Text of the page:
Therefore the trap will resist siphonage as long as there is any water way at all left in the trap. Yet when the discharge is entirely stopped by sediment, or retarded to a point of inconvenience, it will, of course, announce itself and necessitate opening and cleansing.
The same advantage holds in the comparison of this trap with a pot trap or any other form of plumbers' trap constructed on the unscientific and faulty "vertical" principle, which, strangely enough, is the one on which plumbers' traps have always heretofore been erroneously designed.
As has already been explained in a former chapter we have subjected our traps to strains of various degrees of intensity, the severest being much stronger than any which could be encountered in plumbing practice, for the purpose not only of proving a degree of resistance beyond all possible question on the part of the antisiphon traps tested but also of permitting a more thorough comparison between the various forms of traps under consideration, and especially between unvented antisiphon traps and ordinary S and pot traps fully vented in accordance with the present plumbing laws.
It only remains to determine how far it is best to contract the horizontal dimensions of our trap in order to obtain on the whole in practice the most desirable results.
Our next experiments therefore were made to decide this question. Figs. 181 to 189 inclusive show the various sizes of spiral traps experimented upon arranged in the order of the tests.
The endurance of each of these traps is recorded in the Table I. The depth of seal in all was the same as in all the preceding horizontal traps; i. e., 1½ inches. The most that could be forced out of the 13-inch spiral trap even after numerous successive repetitions of the ordeal was 3/8 inch in one set of experiments and 17-32 inch in another.
The 10½-inch spiral (Figs. 180 and 181) lost only ½ inch under the same tests. The 10½-inch spiral trap lost 9-16 inch. The 8¼-inch trap lost 7-16 inch and the 7-inch lost 9-16 inch, all under the same tests.
Experiments were also made with a 6-inch spiral trap, and this lost 1 1/8 inch after four of these severest strains in succession. These strains long continued would have ultimately broken the seal of so small a trap. But it withstood all other strains as shown, and proved itself capable of easily withstanding any strains of siphonage which can ever be encountered in actual plumbing practice.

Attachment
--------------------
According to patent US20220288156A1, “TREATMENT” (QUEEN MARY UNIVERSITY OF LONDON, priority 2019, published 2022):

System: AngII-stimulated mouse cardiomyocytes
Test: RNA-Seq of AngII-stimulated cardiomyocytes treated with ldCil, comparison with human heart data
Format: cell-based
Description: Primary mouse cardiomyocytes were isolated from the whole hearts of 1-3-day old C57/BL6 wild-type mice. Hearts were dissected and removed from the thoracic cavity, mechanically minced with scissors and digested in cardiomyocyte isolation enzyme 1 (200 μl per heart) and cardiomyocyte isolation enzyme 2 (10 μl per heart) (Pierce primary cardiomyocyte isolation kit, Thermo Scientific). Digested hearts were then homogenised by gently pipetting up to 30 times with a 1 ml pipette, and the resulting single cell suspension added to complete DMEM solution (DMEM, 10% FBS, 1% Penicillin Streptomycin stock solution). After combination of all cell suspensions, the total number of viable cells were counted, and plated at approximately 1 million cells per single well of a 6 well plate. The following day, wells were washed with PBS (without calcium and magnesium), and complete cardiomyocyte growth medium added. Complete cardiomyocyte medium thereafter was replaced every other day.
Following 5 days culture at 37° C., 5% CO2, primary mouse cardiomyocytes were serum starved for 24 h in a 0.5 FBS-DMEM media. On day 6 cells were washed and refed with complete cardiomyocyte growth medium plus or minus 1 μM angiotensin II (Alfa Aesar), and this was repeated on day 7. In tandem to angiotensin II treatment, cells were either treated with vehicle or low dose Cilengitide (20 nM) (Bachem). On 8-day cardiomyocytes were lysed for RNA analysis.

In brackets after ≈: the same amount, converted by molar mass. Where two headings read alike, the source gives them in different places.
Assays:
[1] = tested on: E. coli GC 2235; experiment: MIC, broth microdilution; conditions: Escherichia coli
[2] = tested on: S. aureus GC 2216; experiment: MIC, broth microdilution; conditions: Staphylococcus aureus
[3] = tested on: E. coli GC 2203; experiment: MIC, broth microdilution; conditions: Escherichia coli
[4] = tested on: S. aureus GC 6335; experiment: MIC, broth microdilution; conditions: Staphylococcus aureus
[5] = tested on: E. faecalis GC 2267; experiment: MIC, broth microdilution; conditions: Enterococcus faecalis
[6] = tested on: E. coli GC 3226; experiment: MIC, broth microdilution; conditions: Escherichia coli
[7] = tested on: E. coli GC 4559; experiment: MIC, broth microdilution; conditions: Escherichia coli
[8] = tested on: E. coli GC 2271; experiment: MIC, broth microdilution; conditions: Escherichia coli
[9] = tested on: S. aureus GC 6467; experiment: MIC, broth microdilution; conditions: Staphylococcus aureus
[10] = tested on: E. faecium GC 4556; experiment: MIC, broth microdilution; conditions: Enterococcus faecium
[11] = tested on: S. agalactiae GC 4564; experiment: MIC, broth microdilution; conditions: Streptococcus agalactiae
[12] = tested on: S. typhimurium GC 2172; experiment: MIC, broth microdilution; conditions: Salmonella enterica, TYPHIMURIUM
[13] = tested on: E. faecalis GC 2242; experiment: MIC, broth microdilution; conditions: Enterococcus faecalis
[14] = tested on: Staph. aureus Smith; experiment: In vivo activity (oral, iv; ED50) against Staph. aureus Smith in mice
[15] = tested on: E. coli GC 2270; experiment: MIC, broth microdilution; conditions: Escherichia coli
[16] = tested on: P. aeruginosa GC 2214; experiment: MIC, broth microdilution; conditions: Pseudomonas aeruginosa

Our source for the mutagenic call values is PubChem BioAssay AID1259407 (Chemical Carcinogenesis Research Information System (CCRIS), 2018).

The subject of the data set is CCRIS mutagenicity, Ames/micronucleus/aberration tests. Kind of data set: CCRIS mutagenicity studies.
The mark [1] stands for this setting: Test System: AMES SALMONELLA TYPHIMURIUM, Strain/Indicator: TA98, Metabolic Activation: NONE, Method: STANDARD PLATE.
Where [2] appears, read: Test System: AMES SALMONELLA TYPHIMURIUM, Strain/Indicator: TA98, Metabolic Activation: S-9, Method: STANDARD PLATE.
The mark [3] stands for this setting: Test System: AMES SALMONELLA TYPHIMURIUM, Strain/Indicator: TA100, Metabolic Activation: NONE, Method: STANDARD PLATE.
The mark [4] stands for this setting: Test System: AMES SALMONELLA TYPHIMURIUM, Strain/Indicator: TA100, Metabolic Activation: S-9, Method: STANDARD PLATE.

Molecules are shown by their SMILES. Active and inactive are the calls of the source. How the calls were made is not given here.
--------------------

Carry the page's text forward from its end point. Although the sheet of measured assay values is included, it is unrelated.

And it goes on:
The arrangement of partitions shown in Fig. 184 seemed to give results not appreciably different, so far as siphonage is concerned, from those of Figs. 180 and 182. But the sharp bends between the inlet and the outlet arms somewhat increased eddies and the friction in normal use and obstructed the free discharge of heavy substances in the waste water.
The small opening shown in Fig. 187 between the outlet pipe and that part of the spiral which is nearest to it produced a scarcely appreciable effect in the siphonage tests. It would, however, be objectionable as a cause of complication and possible obstruction and its use was abandoned.
In Figs. 186 and 185 corners were rounded off as indicated by the black places in the drawings. This reduced the resistance to siphonage by so small an amount that its advantages in facilitating scour much more than offset the loss. In Fig. 186 the bottom of the trap at the inner end of the spiral is curved gently upwards in order to do away with any sharp corners and barriers. This also improved the scouring properties of the trap without appreciable injury to its resistance to siphonage.
Before describing our final step it will be interesting to record certain curious facts noted in making our experiments on our horizontal traps not heretofore observed or recorded, so far as I am aware.
For the purpose of studying the movements of waste water through very large shallow traps we had the one we have shown in Figs. 189 and 195 constructed with a glass top, the length and breadth being 13 inches each and the depth 1½ inches. The seal proper was, as in the other cases, only half an inch deep, and the water stood ¾ inch deep in the reservoir chamber when full up to the overflow, making a total seal of 1¼. inches under normal conditions.
The actual movement of the water in this trap, under both siphonage and friction tests, proved quite different from what might naturally be expected. One might suppose that under the pressure (or "suction" as it is popularly called) of a powerful siphoning action, air and water would be forced straight across the reservoir from inlet to outlet arm along the line of the least apparent resistance, in a straight and rapid current somewhat as shown in our figure, with return eddies on each side of the main current. It would also be natural to expect some such current to be formed when water was discharged through the trap with considerable force from a fixture connected up as shown in Fig. 190, where we have used a 12-gallon tank set 19 inches above the trap, to represent normal discharges from an ordinary bath tub.